Federal prosecutors have unsealed an indictment against three men involved in the December death of a Kansas man, Andrew Finch. Finch was shot by police officers after one of the defendants, Tyler Barriss, made a call to 911 dispatchers about a completely made-up hostage situation at Finch’s address.
County prosecutors in Kansas have already charged Barriss with manslaughter.
According to the indictment, Shane Gaskill, 19, and Casey Viner, 18, were playing on December 28, when they got into a dispute over events in the game. Viner became so upset that he asked Barriss—who had a reputation for making SWAT calls—to “swat” Gaskill.
Gaskill wasn’t impressed with Viner’s threat. Gaskill allegedly told Barriss that he lived at 1033 McCormick in Wichita, daring Barriss to swat him. “Please try some shit. I’ll be waiting,” Gaskill wrote in an electronic message.
Barriss then called a Wichita emergency line and said his name was Brian and that he lived at 1033 McCormick. He told a 911 dispatcher that his parents “were arguing, and I shot him in the head, and he’s not breathing anymore.”
According to the indictment, Barriss claimed that he was holding his mother and brother hostage in a closet and that he had doused the house in gasoline and was thinking about lighting it on fire.
Several police officers were dispatched to the house where the Finch family lived. Andrew Finch, a 28-year-old who had nothing to do with the dispute—answered the door and was fatally shot when a police officer believed he was reaching for his waistband.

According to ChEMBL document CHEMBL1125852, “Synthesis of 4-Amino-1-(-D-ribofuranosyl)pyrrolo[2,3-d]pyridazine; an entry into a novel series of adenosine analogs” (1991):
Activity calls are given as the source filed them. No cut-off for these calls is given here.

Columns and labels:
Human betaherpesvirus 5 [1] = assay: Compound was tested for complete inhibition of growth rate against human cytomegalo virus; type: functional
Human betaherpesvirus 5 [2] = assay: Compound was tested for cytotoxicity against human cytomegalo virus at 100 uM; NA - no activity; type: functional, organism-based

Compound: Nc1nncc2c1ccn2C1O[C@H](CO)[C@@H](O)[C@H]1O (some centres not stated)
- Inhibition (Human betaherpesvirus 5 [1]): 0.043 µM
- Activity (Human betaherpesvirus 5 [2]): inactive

Gamers are charged with destroying evidence
Meanwhile, Barriss allegedly asked Gaskill if the police had showed up at his house, and Gaskill responded that “they showed up to my old house that we own and rented out. We don’t live there anymore bahahaha.”
But later that evening, Gaskill began to panic.
“Dude, me you and bape [Casey Viner] need to delete everything,” he said in a message to Barriss that was recovered by police. “This is a murder case now. Casey deleted everything. You need 2 as well. If you don’t you’re literally retarded I’m trying to help you both out. They know it was a swat call.”
Now the feds are charging Gaskill and Viner—as well as Barriss—with crimes related to the incident. Viner is being charged with conspiracy for asking Barriss to make the swat call. Gaskill is being charged with wire fraud for giving Barriss the wrong address and then goading him into swatting it.
And both Gaskill and Viner are being charged with obstruction of justice for deleting potentially incriminating chat logs. Gaskill and Viner are scheduled to appear in court on June 13, according to the .
The officer who fired the deadly shot will likely not face charges after the local district attorney opted not to prosecute him.
At a Wednesday news conference, US attorney Stephen McAllister said that the prosecutions are intended to send a message about the practice of swatting. “It is not a joke or a prank. It is a federal crime, and it puts peoples’ lives at risk.” McAllister said that, of the three men, Barriss is facing the most serious charges.
Also this week, federal prosecutors unsealed charges against Barriss for making bomb threats to the FCC and FBI headquarters in Washington, DC.